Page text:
Ramsey TV6C Analog Television Transmitter Kit

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Six months after I purchased a TV6C analog television transmitter kit from eBay, I finally got the motivation to open the package and attempted the construction! Yes, the idea of having sort of a ‘real’ working television transmitter in my room was great, but the amount of time and efforts that will need to be spent has prevented me from trying the kit previously.

This is an all-in-one kit that provides you with everything from the PCB, capacitors, resistors and inductors to even the plastic box for the transmitter unit. Of particular note is the IF can-style RF transformer for the audio sub-carrier frequency (4.5MHz for NTSC-M in the US), which would have been very tricky to purchase.

This is the packaging for the kit:

Transmitter schematics

The circuit is a low-power TV transmitter with separate video and audio input, and a 2N3866 power amplifier stage to increase the transmission range:

This is the full circuit diagram:

Completed circuit board

A professional-looking PCB is already provided in the kit and except for a 220pF capacitor which has to be soldered underneath the board, the rest of the soldering is straightforward. This is the completed PCB after the soldering job:
 
My transmitter worked upon first power on. The following picture shows the circuit transmitting on Channel 4 using the output from an AKIRA DVD Player, with the signal being received on a Casio EV-550B portable television:
This is the front and the back side of the unit box. Note that the LED indicator was added by me and not part of the original kit:

Test results

During my testing the completed circuit works beautifully with clear pictures on my Casio portable television. The transmission range is approximately 100m with no obstacles in between. The only disadvantage of this unit is the 4.5MHz IF transformer designed for the NSTC-M TV system in the US. This means that you will still be able to feed in a PAL video signal with audio, but the receiving television may not be able to play the audio properly unless it’s a smart enough to detect the TV system and audio subcarrier frequency separately. In my case, with the AKIRA player setup to output NTSC and the Casio EV-550B supporting NTSC-M, the setup works just nice.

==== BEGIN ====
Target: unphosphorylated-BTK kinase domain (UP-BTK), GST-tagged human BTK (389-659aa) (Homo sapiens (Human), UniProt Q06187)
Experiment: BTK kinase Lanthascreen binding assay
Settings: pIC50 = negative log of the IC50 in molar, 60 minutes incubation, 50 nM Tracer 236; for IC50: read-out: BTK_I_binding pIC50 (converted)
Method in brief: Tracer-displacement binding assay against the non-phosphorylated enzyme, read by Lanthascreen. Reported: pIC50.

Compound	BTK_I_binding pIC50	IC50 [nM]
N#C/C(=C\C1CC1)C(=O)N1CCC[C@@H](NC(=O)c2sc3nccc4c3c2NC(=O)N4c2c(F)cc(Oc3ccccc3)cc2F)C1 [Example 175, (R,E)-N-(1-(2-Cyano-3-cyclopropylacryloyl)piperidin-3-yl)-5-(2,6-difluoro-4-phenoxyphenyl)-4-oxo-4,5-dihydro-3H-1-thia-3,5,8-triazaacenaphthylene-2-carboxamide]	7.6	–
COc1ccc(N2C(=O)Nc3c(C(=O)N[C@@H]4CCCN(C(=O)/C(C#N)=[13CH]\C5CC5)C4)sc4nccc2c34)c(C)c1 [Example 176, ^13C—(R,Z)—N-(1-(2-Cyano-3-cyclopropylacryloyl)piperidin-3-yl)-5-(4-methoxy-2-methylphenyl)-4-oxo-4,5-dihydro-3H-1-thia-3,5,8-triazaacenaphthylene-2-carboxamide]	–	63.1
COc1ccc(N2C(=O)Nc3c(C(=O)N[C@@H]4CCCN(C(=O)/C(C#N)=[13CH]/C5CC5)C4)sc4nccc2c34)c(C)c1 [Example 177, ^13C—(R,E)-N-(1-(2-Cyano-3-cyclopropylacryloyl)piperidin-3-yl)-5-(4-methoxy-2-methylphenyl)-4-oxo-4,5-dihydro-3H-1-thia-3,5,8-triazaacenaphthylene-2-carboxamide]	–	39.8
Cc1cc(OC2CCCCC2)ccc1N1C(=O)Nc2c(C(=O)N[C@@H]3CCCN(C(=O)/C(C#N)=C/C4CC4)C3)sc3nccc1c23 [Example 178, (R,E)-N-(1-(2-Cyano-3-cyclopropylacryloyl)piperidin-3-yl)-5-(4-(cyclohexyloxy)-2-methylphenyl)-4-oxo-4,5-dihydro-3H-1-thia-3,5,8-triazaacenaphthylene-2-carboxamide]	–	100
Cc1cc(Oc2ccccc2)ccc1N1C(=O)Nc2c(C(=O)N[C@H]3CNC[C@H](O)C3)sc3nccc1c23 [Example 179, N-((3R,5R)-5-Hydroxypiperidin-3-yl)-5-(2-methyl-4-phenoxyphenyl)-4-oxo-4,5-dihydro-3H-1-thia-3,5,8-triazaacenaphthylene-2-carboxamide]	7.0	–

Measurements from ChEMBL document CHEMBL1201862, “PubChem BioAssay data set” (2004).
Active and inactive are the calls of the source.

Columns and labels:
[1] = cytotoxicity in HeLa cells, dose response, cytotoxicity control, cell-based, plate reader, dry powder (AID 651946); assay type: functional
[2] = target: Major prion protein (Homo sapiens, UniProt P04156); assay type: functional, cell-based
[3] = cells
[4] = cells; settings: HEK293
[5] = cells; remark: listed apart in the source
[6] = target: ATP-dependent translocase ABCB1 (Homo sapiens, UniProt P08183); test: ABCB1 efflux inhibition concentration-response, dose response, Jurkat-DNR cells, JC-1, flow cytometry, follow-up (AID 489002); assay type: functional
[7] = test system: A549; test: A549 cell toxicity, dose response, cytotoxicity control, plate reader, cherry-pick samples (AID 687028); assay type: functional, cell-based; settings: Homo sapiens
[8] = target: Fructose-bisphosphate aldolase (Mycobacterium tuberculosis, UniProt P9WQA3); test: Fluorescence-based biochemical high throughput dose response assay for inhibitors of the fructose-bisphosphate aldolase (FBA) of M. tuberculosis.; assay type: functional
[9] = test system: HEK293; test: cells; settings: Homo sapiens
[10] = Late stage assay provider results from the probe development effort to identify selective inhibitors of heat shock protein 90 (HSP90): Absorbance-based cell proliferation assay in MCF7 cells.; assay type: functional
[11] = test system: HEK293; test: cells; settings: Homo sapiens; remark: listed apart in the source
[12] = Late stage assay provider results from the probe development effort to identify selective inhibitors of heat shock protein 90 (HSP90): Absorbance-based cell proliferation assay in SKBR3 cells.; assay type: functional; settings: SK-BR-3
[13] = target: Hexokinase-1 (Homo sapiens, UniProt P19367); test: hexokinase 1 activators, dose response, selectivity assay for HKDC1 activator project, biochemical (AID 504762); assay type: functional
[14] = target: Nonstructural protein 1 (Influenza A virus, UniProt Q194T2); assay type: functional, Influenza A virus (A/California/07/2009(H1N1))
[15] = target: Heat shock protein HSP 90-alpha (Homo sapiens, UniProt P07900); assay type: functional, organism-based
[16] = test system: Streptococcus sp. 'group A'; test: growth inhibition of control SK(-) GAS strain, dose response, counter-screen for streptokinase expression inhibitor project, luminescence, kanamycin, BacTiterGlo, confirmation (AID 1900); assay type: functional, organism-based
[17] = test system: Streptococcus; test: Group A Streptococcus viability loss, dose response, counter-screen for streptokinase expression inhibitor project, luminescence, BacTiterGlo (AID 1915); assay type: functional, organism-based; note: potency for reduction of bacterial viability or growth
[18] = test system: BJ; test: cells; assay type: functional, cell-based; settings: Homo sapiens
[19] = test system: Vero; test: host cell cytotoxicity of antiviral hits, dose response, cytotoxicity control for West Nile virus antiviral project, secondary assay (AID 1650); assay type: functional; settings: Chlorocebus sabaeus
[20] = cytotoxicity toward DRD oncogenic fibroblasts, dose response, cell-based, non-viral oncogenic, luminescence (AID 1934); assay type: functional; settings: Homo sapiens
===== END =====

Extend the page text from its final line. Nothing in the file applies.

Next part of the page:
In order to transmit PAL, you will need to find an IF transformer having the audio sub-carrier frequency of the PAL system supported by your television (5.5MHz, 6.0MHz or 6.5MHz). I am planning to scrap an old PAL television, find the part and try again :)

Another minor disadvantage of the unit is the single mono audio RCA input while most players nowadays output stereo. To overcome this, you will need a stereo to mono converter circuit:

The full manual for the kit can be downloaded here for those who are interested.

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ToughDev

ToughDev

A tough developer who likes to work on just about anything, from software development to electronics, and share his knowledge with the rest of the world.

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